Plans for ‘Cheesegrater 2’ move a step closer as 56-storey skyscraper gets approved

London’s skyline could soon be welcoming another skyscraper to its skyline after the City of London’s planning committee opened the door for a new 263m high building – dubbed as Cheesegrater 2.

The Hong Kong based Lai Sun Development is behind the development which is planned for 100 Leadenhall Street in the capital’s financial district, with construction involving the demolition of buildings at 100, 106 and 107 Leadenhall Street.

The City of London Corporation says that it will provide over 102,000 sqm of office accommodation, cycle parking facilities, ground-floor retail space and two podium terraces. Furthermore, the construction could mean it would be one of seven tall buildings in the east of the City to feature a high-level free public viewing gallery by 2026. 

The latest addition to the city’s skyline is being called Cheesegrater 2 due its vicinity and similarity to another skyscraper at 122 Leadenhall Street. It is set to host and cater for as many as 6,000 workers and would become London’s third tallest tower.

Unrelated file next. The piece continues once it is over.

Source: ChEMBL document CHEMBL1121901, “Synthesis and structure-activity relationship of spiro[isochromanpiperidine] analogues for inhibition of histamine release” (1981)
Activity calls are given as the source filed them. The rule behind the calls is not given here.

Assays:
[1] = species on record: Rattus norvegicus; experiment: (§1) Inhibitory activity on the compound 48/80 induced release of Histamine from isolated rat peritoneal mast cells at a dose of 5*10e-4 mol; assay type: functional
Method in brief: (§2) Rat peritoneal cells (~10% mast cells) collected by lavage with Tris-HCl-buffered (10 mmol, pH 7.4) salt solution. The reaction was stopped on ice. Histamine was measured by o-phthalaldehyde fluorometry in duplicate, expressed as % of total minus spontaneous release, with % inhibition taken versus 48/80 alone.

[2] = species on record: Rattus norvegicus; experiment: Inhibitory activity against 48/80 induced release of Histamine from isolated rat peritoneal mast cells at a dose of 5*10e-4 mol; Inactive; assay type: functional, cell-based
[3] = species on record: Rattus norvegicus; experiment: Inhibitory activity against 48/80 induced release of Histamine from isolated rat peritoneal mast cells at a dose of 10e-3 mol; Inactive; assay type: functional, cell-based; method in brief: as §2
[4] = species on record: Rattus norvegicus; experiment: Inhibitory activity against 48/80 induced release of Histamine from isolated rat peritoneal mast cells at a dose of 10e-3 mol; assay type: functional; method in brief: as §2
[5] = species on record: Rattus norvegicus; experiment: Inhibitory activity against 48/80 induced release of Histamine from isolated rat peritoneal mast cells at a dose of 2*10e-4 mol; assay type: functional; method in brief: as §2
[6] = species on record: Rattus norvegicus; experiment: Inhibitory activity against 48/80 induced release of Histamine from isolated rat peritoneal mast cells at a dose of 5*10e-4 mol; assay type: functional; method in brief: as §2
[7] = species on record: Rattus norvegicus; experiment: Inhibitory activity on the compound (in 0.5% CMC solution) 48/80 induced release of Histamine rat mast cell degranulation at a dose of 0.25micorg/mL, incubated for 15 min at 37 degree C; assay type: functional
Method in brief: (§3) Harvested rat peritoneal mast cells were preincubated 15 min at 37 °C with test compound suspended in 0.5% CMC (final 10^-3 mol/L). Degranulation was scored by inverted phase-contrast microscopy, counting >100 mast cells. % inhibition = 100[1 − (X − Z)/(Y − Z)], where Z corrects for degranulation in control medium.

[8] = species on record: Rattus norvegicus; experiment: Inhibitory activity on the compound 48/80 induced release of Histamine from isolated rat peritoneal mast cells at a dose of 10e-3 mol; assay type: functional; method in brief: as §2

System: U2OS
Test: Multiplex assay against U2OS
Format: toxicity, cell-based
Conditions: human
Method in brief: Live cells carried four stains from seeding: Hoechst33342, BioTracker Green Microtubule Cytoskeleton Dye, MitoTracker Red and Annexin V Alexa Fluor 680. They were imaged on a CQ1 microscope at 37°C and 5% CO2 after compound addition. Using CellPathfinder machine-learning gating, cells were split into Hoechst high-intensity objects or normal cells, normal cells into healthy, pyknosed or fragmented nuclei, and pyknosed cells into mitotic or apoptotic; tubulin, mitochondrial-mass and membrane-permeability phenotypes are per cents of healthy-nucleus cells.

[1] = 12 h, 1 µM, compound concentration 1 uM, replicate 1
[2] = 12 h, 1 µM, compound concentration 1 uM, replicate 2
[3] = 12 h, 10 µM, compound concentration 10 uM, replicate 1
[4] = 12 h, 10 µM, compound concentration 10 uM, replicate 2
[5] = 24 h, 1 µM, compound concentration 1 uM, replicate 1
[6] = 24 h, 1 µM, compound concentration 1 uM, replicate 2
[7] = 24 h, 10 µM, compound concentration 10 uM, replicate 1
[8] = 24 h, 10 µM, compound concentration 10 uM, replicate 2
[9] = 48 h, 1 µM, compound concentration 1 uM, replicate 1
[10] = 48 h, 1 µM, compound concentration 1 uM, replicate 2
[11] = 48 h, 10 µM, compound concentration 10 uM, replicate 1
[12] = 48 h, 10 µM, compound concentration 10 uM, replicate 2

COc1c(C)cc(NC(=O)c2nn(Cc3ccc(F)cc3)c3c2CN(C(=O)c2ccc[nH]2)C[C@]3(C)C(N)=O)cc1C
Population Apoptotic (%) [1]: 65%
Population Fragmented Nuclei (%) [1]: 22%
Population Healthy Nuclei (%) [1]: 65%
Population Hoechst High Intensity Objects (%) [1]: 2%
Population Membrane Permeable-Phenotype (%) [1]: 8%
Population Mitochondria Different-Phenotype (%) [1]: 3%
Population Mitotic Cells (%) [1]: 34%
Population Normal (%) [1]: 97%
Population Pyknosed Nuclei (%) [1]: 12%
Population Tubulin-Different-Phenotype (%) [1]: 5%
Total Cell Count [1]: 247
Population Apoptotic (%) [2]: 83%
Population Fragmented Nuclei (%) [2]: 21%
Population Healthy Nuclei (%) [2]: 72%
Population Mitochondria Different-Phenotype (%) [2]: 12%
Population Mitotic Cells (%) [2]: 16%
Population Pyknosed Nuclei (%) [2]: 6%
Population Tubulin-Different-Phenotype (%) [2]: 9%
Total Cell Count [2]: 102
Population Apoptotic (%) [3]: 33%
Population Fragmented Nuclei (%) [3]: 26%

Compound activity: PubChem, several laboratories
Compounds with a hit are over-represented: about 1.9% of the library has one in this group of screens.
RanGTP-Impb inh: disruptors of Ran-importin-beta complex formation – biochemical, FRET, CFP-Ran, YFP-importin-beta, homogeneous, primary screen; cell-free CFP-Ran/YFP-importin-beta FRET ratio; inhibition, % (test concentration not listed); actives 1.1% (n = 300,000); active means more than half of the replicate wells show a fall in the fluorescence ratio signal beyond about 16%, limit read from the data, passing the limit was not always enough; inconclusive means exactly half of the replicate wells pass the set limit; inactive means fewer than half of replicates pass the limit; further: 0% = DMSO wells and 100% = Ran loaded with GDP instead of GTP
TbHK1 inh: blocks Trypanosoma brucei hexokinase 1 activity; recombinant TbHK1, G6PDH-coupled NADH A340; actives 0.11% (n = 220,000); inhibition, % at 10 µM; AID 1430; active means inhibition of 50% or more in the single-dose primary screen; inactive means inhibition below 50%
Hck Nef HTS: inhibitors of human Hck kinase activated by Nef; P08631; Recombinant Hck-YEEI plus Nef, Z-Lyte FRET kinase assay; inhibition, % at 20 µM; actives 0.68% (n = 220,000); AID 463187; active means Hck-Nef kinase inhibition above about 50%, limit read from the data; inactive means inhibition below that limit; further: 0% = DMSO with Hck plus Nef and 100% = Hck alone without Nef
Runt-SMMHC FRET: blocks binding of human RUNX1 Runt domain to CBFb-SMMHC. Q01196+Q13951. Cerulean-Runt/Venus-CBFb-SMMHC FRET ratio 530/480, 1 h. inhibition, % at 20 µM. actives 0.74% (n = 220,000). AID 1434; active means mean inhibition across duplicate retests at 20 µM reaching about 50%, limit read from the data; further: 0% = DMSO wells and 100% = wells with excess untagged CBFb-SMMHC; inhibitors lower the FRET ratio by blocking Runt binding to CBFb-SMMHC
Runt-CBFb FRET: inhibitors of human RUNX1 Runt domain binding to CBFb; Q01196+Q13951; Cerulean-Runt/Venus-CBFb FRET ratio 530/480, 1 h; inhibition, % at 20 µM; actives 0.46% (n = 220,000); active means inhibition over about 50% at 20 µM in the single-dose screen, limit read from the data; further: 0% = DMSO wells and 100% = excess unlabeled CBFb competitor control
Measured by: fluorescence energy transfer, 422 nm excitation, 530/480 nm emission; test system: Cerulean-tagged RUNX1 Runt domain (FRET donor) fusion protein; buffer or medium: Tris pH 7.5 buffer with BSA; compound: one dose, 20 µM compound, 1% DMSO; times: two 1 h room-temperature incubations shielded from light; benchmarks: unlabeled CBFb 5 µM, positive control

Objections to the plans were forthcoming from St Paul’s Cathedral with representatives saying it would have a “harmful impact” on views of the cathedral and “chip away” at London’s heritage views in general. While, the Tower of London claimed the development would diminish the “visual dominance” of the castle.

However, Chris Hayward, chairman of the City of London Corporation’s Planning and Transportation Committee, said the decision would “boost confidence” in the City of London”.

"I’m delighted that we have approved latest addition to the City’s growing office district,” he added. “Leading to a church dating back to the 12th century, this development demonstrates the City’s distinctive ability to house the old and new side by side, while becoming more accessible to creative workers and members of the public. More than ever we are seeing businesses make location decisions based on the quality of built environment and public realm that they can offer their employees."

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